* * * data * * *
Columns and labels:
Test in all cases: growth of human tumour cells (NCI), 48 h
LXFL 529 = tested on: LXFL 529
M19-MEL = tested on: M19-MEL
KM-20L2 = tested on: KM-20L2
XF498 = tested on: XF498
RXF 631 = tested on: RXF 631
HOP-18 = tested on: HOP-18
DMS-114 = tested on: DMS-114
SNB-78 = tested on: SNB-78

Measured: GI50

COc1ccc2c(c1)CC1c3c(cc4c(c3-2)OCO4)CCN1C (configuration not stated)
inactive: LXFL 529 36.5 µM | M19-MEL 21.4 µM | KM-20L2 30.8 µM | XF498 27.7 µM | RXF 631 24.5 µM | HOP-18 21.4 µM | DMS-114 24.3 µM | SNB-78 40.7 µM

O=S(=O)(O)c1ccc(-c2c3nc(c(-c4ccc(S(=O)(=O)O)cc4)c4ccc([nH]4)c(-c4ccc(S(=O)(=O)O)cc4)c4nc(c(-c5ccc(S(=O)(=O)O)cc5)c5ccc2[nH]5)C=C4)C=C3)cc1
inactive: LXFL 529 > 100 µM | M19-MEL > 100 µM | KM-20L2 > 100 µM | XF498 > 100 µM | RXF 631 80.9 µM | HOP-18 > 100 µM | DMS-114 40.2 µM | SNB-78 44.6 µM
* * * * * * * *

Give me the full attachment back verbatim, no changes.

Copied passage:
Columns and labels:
Test in all cases: growth of human tumour cells (NCI), 48 h
LXFL 529 = tested on: LXFL 529
M19-MEL = tested on: M19-MEL
KM-20L2 = tested on: KM-20L2
XF498 = tested on: XF498
RXF 631 = tested on: RXF 631
HOP-18 = tested on: HOP-18
DMS-114 = tested on: DMS-114
SNB-78 = tested on: SNB-78

Measured: GI50

COc1ccc2c(c1)CC1c3c(cc4c(c3-2)OCO4)CCN1C (configuration not stated)
inactive: LXFL 529 36.5 µM | M19-MEL 21.4 µM | KM-20L2 30.8 µM | XF498 27.7 µM | RXF 631 24.5 µM | HOP-18 21.4 µM | DMS-114 24.3 µM | SNB-78 40.7 µM

O=S(=O)(O)c1ccc(-c2c3nc(c(-c4ccc(S(=O)(=O)O)cc4)c4ccc([nH]4)c(-c4ccc(S(=O)(=O)O)cc4)c4nc(c(-c5ccc(S(=O)(=O)O)cc5)c5ccc2[nH]5)C=C4)C=C3)cc1
inactive: LXFL 529 > 100 µM | M19-MEL > 100 µM | KM-20L2 > 100 µM | XF498 > 100 µM | RXF 631 80.9 µM | HOP-18 > 100 µM | DMS-114 40.2 µM | SNB-78 44.6 µM